10 Reasons Why the Medical Training Crisis is Here to Stay
An Australian junior doctor argues vested interests and apathy are preventing meaningful reform to resolve the medical training crisis in Australia.
We have all heard of the training crisis, and many of us live its effects day to day. Here are 10 reasons why you shouldn’t hope for a resolution any time soon.
1. Your patients might benefit and there is no evidence that they are harmed
Each patient now has an army of juniors fighting to provide them with the best care so that they can impress the team of consultants who control their fate.
Sadly, juniors are often abused, and patient benefit might be an illusion, because:
2. Consultants benefit directly
You know that audit that needs doing, or that family that needs to be contacted, or that late night surgery that should be done under supervision… no problem, the unaccredited will do it.
Who cares if you let them know at 10pm the night before a 6am ward round, or if patient safety is put at risk. If they don’t do it you can just sabotage their career with a bad reference, right?
Oh, and by the way, if they need you when you’re on call, tell them to call your secretary. You’ll be in your private rooms.
Sure, that might be the (common) worst case scenario, but even the good ones are unlikely to actively help because:
3. Most consultants don’t care or don’t understand.
Either your consultant is busy juggling their own private practice, a spouse, young kids, a beach house, whatever. I.e. They’ve got real problems!
Why are all the juniors complaining about so many years of training? Medical school is 5 years and done straight after school, then 1 year of internship, 1 year of residency, 5 years on the program and you’re done… complete with a sweet private income by 35. Right?
Or maybe it’s because:
4. Consultants are afraid of the competition
I found out today that my HMO or unaccredited registrar has 15 publications and a PhD. I don’t want that sort of competition in my private practice, thank you very much.
Or maybe consultants expect an institutional approach to the crisis, but:
5. Universities and politicians created this crisis
Medical schools come with prestige, funding, and LOTS of student fees. Anyone discounting this as a factor probably isn’t aware of the rebranding of MBBS degrees as MDs, with an associated increase in fees and the reintroduction of the previously abolished full-fee paying domestic student. Why let students pay for one degree, when they can pay for two? Serious side-eye, Melbourne.
New medical schools are also expensive to establish and come with great political fanfair and false promises about increasing rural training opportunities. The old saying goes that people stay where they train, and increasing medical student numbers doesn’t equal more rural training opportunities. Alas, anyone hoping for a reduction in student numbers is dreaming.
Good luck paying off a 6-figure debt as an unemployed, 37 year-old PGY8 with no career prospects.
Okay, but we’re all doctors, right? Surely our representative bodies will help:
6. RACS (or any other college) doesn’t care either
In the words of the RACS President of Council and Board Chair in response to the Dr Yumiko Kadota story:
In other words, "We don't care, it's not our problem."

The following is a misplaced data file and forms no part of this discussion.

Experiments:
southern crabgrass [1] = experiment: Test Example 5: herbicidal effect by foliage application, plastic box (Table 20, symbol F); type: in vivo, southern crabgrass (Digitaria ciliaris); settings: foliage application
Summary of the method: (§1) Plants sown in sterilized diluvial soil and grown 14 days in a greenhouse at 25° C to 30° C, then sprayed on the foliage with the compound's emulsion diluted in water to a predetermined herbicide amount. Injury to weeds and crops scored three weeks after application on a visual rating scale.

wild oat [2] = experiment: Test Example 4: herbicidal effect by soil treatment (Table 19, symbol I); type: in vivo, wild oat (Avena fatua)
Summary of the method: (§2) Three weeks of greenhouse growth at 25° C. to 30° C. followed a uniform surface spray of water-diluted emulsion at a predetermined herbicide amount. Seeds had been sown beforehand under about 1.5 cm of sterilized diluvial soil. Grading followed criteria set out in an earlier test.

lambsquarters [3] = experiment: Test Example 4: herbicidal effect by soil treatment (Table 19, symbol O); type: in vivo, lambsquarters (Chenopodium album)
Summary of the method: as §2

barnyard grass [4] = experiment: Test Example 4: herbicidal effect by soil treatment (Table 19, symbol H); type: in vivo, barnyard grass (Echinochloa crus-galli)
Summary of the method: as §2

Which is partly understandable because:
7. Colleges aren’t responsible to or for non-members
Sorry, you’re not part of the club…and since there is no organisation centred on pre-vocational trainees, you’re also not a part of any other club.
Although maybe it’s also because:
8. The colleges profit from the crisis
So, we can charge juniors thousands to sit the exams, thousands to apply, and thousands once they get on. All without any justification? And then only accept 30% of candidates each year or arbitrarily fail a bunch so they have to re-sit and pay again…. Move over Ponzi scheme, there’s a new kid on the block.
But surely the AMA will help? Actually:
9. The AMA doesn’t care either
We know that we have a history of dreadful inaction on this matter. We also understand that due to university debt, postgraduate study, college exams, and yearly contracts, many doctors-in-training are in a precarious financial situation.
But please give us $1,000 and we’ll think about doing something.
Okay. So, my consultants won’t help, and institutions won’t help. What about my friends?
10. Your accredited colleagues don’t care… and are probably working against you
“I know we were great friends at med school and during internship, but it’s your fault for choosing the wrong specialty.”
“I worked hard to get through my exams and deserve the benefits. I know you passed the exact same exams but….”
And don’t you dare open the flood gates, colleges, this is my time to work in a competition free environment and start paying off my own debt.
But most importantly: The system still works for a critical mass
As of November 2020, the system is still working well enough for enough doctors that it scuppers any meaningful drive for reform. Despite widespread denial, the key metric for this is money. Anyone who dissociates the desire to protect the private incomes of consultants from this crisis is either wilfully ignorant or totally delusional. The broader medical community’s apathy at best and complicity at worst grants our leaders implicit permission to prioritise the masses’ income over the welfare and careers of junior doctors, which they routinely do. Junior doctors suffer as a result, that much is obvious, but no one cares quite enough to do anything about it.
If this article has raised issues for you, help is available at:
Doctors’ Health Advisory Service - http://dhas.org.au
Lifeline on 13 11 14
beyondblue on 1300 224 636
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